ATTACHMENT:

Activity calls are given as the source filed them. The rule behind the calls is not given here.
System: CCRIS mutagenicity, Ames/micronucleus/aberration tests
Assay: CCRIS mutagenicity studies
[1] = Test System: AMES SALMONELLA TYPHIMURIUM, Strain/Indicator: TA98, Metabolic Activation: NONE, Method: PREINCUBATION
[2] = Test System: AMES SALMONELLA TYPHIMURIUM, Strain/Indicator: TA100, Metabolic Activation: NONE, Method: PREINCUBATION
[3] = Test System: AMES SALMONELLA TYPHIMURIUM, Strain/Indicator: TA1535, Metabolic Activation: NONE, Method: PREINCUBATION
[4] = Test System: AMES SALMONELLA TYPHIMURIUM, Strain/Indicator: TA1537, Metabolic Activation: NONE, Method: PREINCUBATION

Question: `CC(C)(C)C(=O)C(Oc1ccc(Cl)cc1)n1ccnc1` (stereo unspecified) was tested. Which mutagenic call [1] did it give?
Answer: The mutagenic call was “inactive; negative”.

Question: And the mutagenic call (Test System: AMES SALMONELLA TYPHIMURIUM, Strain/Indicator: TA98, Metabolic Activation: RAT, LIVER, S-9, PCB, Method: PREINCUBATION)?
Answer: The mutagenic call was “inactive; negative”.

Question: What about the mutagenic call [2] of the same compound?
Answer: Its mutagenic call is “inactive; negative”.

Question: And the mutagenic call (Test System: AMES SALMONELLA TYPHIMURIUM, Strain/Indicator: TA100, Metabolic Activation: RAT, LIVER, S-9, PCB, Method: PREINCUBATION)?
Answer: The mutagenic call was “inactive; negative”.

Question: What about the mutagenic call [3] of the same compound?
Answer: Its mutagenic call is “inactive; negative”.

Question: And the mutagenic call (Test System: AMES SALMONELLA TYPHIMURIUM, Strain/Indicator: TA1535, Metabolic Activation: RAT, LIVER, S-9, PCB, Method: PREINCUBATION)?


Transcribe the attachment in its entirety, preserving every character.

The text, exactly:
Activity calls are given as the source filed them. The rule behind the calls is not given here.
System: CCRIS mutagenicity, Ames/micronucleus/aberration tests
Assay: CCRIS mutagenicity studies
[1] = Test System: AMES SALMONELLA TYPHIMURIUM, Strain/Indicator: TA98, Metabolic Activation: NONE, Method: PREINCUBATION
[2] = Test System: AMES SALMONELLA TYPHIMURIUM, Strain/Indicator: TA100, Metabolic Activation: NONE, Method: PREINCUBATION
[3] = Test System: AMES SALMONELLA TYPHIMURIUM, Strain/Indicator: TA1535, Metabolic Activation: NONE, Method: PREINCUBATION
[4] = Test System: AMES SALMONELLA TYPHIMURIUM, Strain/Indicator: TA1537, Metabolic Activation: NONE, Method: PREINCUBATION

Question: `CC(C)(C)C(=O)C(Oc1ccc(Cl)cc1)n1ccnc1` (stereo unspecified) was tested. Which mutagenic call [1] did it give?
Answer: The mutagenic call was “inactive; negative”.

Question: And the mutagenic call (Test System: AMES SALMONELLA TYPHIMURIUM, Strain/Indicator: TA98, Metabolic Activation: RAT, LIVER, S-9, PCB, Method: PREINCUBATION)?
Answer: The mutagenic call was “inactive; negative”.

Question: What about the mutagenic call [2] of the same compound?
Answer: Its mutagenic call is “inactive; negative”.

Question: And the mutagenic call (Test System: AMES SALMONELLA TYPHIMURIUM, Strain/Indicator: TA100, Metabolic Activation: RAT, LIVER, S-9, PCB, Method: PREINCUBATION)?
Answer: The mutagenic call was “inactive; negative”.

Question: What about the mutagenic call [3] of the same compound?
Answer: Its mutagenic call is “inactive; negative”.

Question: And the mutagenic call (Test System: AMES SALMONELLA TYPHIMURIUM, Strain/Indicator: TA1535, Metabolic Activation: RAT, LIVER, S-9, PCB, Method: PREINCUBATION)?